Pterygophorus cinctus Klug, 1814
Bottlebrush Sawfly
PERGIDAE,   SYMPHYTA,   HYMENOPTERA
  
Don Herbison-Evans
(donherbisonevans@outlook.com )
and
Stella Crossley

Pterygophorus cinctus
(Photo: Don Herbison-Evans, Sydney, New South Wales)

These are not true Caterpillars, but are the larvae of a Sawfly (which is really a wasp, or more accurately a Symphytan). These larvae, when young, are gregarious sitting side by side as they skeletonise a host plant leaf. They feed on :

  • Bottlebrush ( Callistemon, MYRTACEAE ).


    Other Sawfly species
    have different foodplants.

    Pterygophorus cinctus
    (Photo: courtesy of Mike Spence, Toowoomba, Queensland)

    The larvae of Pterygophorus cinctus have very strong jaws. One group we captured gnawed through a plastic container in which we had housed them, leaving a little pile of plastic powder by their exit hole. They grow to a length of about 4 cms.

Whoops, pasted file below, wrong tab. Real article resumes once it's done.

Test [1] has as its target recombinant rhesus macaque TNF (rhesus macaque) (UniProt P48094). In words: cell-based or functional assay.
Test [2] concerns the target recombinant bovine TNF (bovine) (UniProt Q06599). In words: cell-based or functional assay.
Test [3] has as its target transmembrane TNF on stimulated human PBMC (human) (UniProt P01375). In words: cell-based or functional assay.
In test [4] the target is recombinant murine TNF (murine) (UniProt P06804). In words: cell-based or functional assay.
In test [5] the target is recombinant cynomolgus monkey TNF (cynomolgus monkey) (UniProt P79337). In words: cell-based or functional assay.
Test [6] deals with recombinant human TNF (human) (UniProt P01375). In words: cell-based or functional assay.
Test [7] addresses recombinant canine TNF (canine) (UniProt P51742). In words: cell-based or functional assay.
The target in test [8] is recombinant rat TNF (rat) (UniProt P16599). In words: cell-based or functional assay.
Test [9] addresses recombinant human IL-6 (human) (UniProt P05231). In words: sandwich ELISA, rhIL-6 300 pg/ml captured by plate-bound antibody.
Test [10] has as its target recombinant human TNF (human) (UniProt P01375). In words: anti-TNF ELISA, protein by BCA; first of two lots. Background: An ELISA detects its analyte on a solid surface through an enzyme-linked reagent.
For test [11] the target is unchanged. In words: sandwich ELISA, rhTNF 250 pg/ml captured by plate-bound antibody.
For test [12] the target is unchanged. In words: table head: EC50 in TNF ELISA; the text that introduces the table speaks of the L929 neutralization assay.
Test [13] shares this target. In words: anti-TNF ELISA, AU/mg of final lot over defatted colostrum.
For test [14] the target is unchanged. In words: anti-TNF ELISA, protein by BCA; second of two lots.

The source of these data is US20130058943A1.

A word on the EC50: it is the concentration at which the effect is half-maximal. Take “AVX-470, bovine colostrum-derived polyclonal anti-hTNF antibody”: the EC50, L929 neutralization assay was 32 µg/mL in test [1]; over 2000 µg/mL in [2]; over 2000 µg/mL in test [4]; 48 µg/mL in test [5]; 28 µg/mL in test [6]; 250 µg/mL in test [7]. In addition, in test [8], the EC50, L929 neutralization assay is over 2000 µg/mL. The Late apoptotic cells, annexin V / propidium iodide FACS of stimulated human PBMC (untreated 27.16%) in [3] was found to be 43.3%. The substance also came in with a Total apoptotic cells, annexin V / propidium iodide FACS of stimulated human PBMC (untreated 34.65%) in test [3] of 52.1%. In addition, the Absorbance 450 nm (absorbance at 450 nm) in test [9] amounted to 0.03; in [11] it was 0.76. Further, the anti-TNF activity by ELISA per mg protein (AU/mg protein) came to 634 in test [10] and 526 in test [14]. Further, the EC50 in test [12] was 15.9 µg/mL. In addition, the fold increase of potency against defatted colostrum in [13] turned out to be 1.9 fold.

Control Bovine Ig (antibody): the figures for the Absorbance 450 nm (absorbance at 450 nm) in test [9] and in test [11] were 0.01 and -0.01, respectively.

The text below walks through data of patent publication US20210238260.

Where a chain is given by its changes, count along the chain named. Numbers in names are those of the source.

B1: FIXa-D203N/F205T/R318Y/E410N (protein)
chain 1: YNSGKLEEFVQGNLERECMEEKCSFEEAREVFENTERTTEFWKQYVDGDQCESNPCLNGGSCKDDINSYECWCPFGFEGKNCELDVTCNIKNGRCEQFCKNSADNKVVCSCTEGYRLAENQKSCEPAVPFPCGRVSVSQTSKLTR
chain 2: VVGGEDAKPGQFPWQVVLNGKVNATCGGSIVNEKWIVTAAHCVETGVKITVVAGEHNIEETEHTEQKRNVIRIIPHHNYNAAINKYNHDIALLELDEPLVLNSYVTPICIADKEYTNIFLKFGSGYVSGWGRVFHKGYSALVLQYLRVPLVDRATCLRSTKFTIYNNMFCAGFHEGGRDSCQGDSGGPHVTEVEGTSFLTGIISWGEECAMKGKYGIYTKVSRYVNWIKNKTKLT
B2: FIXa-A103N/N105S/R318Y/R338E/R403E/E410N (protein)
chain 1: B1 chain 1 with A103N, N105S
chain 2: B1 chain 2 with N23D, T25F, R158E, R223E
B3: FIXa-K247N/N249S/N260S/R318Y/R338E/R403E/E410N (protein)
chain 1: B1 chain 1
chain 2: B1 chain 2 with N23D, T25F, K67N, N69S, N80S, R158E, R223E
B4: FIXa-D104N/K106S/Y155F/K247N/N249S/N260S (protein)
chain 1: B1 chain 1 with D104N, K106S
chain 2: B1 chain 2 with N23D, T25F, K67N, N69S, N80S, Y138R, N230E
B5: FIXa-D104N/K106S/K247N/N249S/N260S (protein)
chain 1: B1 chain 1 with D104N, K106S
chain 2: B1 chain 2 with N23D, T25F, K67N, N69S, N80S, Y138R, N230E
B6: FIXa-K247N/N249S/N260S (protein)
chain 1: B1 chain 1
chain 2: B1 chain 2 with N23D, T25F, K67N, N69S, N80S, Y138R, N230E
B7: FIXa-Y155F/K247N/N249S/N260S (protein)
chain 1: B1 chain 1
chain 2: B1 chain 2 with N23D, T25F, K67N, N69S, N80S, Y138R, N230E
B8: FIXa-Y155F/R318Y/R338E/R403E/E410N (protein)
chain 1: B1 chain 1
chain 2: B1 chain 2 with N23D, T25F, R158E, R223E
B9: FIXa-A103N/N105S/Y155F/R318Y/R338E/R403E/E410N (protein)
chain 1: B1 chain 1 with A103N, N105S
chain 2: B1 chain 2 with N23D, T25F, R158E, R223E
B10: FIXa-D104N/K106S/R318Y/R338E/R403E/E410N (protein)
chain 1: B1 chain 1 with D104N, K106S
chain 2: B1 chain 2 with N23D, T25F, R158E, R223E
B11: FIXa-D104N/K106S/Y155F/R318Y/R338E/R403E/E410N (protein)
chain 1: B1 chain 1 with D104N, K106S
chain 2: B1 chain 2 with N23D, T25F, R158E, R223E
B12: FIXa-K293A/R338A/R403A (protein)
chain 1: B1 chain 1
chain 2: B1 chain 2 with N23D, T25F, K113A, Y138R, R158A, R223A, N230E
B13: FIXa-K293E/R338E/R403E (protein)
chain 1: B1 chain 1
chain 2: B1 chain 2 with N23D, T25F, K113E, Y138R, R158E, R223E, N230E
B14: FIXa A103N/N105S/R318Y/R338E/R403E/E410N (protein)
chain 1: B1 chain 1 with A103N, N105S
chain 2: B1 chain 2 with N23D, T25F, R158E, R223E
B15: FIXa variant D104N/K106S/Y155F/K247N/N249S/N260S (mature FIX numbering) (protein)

Pterygophorus cinctus
    (Photo: courtesy of the Macleay Museum, University of Sydney)

    They pupate as a naked pupa in the leaf litter without any covering or cocoon.

    Pterygophorus cinctus
    (Photo: courtesy of Andrew Gemmell, Moonee Ponds, Victoria)

    An adult insect (it is misnamed as a 'fly') has pretty orange and black bands on its body. Its wingspan is about 2 cms. The species has been found in

  • Queensland,
  • New South Wales,
  • Victoria, and
  • Tasmania.


    Further reading :

    Johann Christoph Friedrich Klug,
    Die Blattwespen nach ihren Gattungen und Arten zusammengestellt,
    Sitzungsberichte der Gesellschaft Naturforschender Freunde zu Berlin,
    Volume 6 (1814) p. 278.


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    (updated 23 January 2012, 14 May 2018, 5 March 2019)